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2021 Outlooks
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gennaio 10, 2021

The Haze of Uncertainty Is Lifting

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2021 Outlooks

The Haze of Uncertainty Is Lifting

The Haze of Uncertainty Is Lifting

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gennaio 10, 2021

 
 

Going into 2021, we expect the haze of uncertainty wrought by COVID-19 and U.S. politics to lift. For the global economy, this could translate into meaningful growth catalysts.

 
 

GLOBALLY: We believe the most promising of those catalysts is likely to be the introduction of effective and widely available COVID-19 vaccines around the world. Clearly, the eradication of COVID-19 would be a major factor in facilitating a quicker pace of economic normalisation in 2021.

UNITED STATES: Joe Biden is set to become the 46th U.S. president in January, with critical ramifications worldwide. In the near term, we expect the Biden team to provide a credible approach to managing COVID-19, coupled with an increase in fiscal stimulus to soften the ongoing economic impact of the virus. Longer term, we expect to see significant infrastructure spending, tied to innovative green technology, thus aligning the U.S. with the global “Schumpeterian” shake-up of the energy industry.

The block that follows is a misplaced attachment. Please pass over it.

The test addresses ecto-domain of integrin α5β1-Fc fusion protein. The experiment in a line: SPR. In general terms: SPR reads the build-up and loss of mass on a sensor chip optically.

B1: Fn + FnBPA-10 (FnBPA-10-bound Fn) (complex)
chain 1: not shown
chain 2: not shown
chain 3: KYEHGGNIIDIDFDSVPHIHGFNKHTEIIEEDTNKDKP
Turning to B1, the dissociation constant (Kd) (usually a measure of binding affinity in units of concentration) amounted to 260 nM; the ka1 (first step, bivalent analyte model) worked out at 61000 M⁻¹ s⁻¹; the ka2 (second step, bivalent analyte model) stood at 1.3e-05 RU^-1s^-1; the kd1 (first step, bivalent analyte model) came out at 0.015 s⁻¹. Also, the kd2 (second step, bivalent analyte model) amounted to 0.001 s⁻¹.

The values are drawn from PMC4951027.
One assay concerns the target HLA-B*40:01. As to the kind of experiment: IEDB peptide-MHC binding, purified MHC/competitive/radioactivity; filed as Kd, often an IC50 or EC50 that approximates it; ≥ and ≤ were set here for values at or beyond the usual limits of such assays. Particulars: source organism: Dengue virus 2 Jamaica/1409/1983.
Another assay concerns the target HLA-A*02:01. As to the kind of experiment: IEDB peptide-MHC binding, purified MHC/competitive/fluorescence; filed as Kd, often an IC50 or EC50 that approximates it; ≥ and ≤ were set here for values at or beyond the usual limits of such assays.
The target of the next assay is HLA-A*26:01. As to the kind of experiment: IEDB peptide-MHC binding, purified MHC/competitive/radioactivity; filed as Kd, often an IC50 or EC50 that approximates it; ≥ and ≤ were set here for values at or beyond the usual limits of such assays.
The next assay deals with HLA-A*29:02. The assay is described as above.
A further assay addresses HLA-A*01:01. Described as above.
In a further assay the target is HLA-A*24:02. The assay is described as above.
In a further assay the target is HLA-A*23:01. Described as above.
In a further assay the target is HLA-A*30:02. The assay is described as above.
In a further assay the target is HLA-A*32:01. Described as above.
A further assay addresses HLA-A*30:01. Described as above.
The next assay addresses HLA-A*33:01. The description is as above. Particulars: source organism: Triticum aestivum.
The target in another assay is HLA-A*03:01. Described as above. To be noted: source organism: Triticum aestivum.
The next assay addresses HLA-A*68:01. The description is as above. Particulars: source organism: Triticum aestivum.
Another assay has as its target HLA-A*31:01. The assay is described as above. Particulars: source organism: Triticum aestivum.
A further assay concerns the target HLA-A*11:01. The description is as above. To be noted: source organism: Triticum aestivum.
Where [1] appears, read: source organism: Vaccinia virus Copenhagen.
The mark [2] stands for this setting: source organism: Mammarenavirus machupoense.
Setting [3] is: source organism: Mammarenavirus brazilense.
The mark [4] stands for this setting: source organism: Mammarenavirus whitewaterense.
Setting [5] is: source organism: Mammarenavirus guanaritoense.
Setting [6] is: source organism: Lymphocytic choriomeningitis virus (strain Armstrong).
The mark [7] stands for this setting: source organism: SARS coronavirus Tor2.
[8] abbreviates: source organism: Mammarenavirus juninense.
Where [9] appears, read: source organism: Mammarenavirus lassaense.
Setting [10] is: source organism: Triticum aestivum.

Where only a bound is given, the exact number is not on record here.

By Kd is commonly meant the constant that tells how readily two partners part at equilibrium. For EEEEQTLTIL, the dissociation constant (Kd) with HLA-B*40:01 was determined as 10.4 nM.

The Biden administration should ultimately be a boon to both domestic and international policy, in which greater certainty, consistency and co-operation with respect to U.S. global trade policy would be a game changer. This is not to imply that we expect Biden to turn “soft” on China, but more that the “rules of the road” will be clearer, with fewer unpredictable changes in direction, and greater alignment with traditional allies.

CHINA: The New Year will mark the start of China’s new five-year plan, which has a clear “growth” agenda — a reversal of the “deleveraging” goal of the previous five-year plan. While China’s focus is their domestic economy, their plan will nevertheless support global economies that export raw materials and equipment needed by China, helping to fuel growth in many of the world’s cyclical sectors.

As the world gratefully moves into 2021, we see plenty of reasons to be optimistic.

A more synchronised economic recovery

The global economy is likely to see both developed market (DM) and emerging market (EM) growth accelerate in 2021. This has not occurred since 2017, which marked the beginning of a period of divergent economic outcomes due to Chinese financial deleveraging, a manufacturing recession, global trade disruption and tightening financial conditions, as the Federal Reserve raised interest rates and the U.S. dollar surged.

Critically, the world’s two largest economies are both focused on increasing domestic demand and implementing an agenda for structural medium-term investment.

Consumers will reach a crossroads in the spring of 2021

POSITIVES FOR CONSUMPTION GOING INTO 2021, ESPECIALLY COMPARED TO THE 2008-2009 RECESSION: